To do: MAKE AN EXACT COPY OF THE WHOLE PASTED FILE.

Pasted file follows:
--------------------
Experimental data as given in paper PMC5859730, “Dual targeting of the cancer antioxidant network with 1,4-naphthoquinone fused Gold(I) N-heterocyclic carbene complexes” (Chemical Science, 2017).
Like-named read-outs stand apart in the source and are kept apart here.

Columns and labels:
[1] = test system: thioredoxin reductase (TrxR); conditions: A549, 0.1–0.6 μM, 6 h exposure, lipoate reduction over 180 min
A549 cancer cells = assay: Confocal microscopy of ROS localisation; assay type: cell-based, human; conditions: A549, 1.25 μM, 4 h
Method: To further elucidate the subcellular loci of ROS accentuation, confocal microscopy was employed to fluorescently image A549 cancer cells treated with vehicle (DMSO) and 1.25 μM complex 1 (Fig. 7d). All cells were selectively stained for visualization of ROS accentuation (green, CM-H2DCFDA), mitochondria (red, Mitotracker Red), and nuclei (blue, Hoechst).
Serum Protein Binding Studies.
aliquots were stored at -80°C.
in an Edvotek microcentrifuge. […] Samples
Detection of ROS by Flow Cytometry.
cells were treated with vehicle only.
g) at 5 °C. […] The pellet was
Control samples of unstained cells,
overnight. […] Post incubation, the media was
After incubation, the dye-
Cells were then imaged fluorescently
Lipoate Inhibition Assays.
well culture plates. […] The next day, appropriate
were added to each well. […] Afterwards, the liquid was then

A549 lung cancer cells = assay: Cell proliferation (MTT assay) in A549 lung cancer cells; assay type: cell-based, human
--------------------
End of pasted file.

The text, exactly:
Experimental data as given in paper PMC5859730, “Dual targeting of the cancer antioxidant network with 1,4-naphthoquinone fused Gold(I) N-heterocyclic carbene complexes” (Chemical Science, 2017).
Like-named read-outs stand apart in the source and are kept apart here.

Columns and labels:
[1] = test system: thioredoxin reductase (TrxR); conditions: A549, 0.1–0.6 μM, 6 h exposure, lipoate reduction over 180 min
A549 cancer cells = assay: Confocal microscopy of ROS localisation; assay type: cell-based, human; conditions: A549, 1.25 μM, 4 h
Method: To further elucidate the subcellular loci of ROS accentuation, confocal microscopy was employed to fluorescently image A549 cancer cells treated with vehicle (DMSO) and 1.25 μM complex 1 (Fig. 7d). All cells were selectively stained for visualization of ROS accentuation (green, CM-H2DCFDA), mitochondria (red, Mitotracker Red), and nuclei (blue, Hoechst).
Serum Protein Binding Studies.
aliquots were stored at -80°C.
in an Edvotek microcentrifuge. […] Samples
Detection of ROS by Flow Cytometry.
cells were treated with vehicle only.
g) at 5 °C. […] The pellet was
Control samples of unstained cells,
overnight. […] Post incubation, the media was
After incubation, the dye-
Cells were then imaged fluorescently
Lipoate Inhibition Assays.
well culture plates. […] The next day, appropriate
were added to each well. […] Afterwards, the liquid was then

A549 lung cancer cells = assay: Cell proliferation (MTT assay) in A549 lung cancer cells; assay type: cell-based, human